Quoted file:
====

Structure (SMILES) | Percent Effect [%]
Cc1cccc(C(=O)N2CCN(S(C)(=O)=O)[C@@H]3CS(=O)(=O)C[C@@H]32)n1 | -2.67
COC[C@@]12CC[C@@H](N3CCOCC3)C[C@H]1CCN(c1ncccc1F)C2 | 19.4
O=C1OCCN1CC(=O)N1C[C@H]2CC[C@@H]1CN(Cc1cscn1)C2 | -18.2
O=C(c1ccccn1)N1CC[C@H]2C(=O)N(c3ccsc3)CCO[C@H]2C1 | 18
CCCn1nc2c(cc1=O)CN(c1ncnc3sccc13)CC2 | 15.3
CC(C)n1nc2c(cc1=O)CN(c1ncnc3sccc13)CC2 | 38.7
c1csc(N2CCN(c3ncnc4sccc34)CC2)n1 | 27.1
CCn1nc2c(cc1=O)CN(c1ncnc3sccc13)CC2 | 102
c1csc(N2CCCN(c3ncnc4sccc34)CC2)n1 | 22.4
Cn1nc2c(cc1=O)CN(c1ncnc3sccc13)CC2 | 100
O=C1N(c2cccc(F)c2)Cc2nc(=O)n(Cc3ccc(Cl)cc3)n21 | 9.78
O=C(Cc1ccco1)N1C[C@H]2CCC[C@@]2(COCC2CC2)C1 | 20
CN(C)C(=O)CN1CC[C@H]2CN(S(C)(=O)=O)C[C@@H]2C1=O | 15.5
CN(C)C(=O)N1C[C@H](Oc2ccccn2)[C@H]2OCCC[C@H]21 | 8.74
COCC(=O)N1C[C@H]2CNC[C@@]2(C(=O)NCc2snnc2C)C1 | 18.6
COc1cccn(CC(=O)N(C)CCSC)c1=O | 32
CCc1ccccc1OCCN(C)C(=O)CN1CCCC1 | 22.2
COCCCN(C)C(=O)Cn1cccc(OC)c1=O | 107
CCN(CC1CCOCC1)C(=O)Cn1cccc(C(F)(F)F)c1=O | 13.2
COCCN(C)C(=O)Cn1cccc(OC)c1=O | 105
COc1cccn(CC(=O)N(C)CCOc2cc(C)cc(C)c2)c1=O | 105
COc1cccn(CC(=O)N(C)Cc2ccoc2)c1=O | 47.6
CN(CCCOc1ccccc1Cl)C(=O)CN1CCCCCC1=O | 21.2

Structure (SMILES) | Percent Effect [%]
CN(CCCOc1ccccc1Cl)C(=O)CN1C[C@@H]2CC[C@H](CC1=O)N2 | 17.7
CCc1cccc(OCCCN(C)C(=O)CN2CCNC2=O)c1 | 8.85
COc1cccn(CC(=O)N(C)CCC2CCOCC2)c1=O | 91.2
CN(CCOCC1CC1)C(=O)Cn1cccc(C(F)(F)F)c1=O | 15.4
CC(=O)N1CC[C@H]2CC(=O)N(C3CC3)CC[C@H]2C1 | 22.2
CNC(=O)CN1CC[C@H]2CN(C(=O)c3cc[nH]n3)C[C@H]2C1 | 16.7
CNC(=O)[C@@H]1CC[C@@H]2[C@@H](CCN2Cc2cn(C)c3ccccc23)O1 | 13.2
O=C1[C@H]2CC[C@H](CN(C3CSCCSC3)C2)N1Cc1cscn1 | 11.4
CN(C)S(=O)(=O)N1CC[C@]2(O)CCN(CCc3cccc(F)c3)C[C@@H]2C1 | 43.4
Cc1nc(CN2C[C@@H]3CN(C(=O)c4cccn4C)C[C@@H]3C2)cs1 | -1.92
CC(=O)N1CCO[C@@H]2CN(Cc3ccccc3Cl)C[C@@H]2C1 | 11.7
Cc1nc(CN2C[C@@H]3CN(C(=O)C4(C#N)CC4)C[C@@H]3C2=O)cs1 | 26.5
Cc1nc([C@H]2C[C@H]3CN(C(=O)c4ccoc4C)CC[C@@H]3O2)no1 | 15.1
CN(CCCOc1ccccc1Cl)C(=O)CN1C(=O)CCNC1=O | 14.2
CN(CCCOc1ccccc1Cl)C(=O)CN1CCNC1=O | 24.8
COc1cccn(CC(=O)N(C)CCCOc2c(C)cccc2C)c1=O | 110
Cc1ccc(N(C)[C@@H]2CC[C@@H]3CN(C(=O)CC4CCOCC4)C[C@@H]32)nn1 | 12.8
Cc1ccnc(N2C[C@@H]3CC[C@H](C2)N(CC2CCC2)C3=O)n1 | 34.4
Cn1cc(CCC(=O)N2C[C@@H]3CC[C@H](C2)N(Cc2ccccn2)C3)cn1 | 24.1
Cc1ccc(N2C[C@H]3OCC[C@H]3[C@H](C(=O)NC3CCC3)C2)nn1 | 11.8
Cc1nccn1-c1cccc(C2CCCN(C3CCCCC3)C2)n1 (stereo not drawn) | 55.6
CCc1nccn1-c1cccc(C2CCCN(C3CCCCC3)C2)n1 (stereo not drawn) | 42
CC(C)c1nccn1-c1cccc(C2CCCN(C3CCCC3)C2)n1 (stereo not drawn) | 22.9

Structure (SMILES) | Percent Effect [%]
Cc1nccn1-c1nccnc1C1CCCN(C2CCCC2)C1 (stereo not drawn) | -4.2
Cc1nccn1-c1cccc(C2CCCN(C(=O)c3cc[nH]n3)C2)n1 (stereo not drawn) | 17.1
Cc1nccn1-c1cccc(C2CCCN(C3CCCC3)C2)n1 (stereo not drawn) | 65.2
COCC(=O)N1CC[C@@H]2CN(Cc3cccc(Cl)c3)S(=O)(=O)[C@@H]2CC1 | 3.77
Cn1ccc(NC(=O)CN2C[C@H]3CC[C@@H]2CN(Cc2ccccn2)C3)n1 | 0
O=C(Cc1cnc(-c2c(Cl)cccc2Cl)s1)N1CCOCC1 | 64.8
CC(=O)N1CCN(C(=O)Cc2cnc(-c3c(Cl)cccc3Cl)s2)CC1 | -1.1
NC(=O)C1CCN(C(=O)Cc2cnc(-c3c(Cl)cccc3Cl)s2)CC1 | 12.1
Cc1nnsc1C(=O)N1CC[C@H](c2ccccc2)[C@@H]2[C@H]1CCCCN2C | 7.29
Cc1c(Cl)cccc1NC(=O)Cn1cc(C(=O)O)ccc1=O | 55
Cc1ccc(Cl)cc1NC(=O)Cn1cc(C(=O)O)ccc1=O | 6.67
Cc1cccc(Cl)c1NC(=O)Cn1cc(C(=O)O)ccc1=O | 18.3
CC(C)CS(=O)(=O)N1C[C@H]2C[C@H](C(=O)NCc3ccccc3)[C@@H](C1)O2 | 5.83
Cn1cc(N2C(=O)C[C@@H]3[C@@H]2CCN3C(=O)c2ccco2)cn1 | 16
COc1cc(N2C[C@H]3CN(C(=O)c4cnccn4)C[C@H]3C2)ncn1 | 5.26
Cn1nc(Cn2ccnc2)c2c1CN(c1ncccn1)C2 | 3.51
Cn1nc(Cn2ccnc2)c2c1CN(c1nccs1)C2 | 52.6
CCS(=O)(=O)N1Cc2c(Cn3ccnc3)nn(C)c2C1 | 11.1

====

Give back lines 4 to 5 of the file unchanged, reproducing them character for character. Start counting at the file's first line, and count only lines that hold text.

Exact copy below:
O=C1OCCN1CC(=O)N1C[C@H]2CC[C@@H]1CN(Cc1cscn1)C2 | -18.2
O=C(c1ccccn1)N1CC[C@H]2C(=O)N(c3ccsc3)CCO[C@H]2C1 | 18